- If persons, cats and cellphones are not identical to the sums that constitute them, there seems to be a problem with symmetric causal overdetermination: anything the cat causes is also caused by her constitutive sums of microparticles, atoms, molecules, etc.
- But persons, cats and cellphones are not identical to the sums that constitute them.
- I argue that the problem of constitutive overdetermination is serious, in particular because of the problem of additivity: if there is constitutive overdetermination, there is a transfer of energy, momentum, or some other conserved quantity from each overdetermining cause to the effect, but each quantity alone is sufficient to bring about the effect.
- If these conserved quantities are additive, constitutive overdetermination violates the laws. I then argue that constitutive overdetermination is an artifact of a flawed interpretation of the layered model of the world and propose a new interpretation.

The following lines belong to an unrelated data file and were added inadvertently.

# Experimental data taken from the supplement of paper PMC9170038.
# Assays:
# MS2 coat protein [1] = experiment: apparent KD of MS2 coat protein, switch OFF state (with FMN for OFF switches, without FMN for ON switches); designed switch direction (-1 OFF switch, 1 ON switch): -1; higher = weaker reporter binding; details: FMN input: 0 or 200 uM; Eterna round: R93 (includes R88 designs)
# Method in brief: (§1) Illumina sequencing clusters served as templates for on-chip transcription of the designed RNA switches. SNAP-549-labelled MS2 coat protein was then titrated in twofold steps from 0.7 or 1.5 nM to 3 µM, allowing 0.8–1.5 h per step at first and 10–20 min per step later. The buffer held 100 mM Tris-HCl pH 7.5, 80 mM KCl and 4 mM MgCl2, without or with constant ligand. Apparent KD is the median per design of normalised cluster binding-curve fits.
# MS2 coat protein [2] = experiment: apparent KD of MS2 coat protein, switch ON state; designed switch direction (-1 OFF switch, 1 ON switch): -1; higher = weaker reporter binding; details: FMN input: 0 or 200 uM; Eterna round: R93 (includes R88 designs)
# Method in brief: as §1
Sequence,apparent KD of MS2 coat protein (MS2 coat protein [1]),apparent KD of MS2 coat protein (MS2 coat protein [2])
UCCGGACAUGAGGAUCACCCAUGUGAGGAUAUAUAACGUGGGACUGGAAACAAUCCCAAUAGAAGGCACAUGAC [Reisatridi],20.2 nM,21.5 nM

- The argument is developed in the context of a discussion of the relations between objects, but there are obvious connections to debates in philosophy of mind, especially debates concerning mental causation1.
See Link (Defunct).
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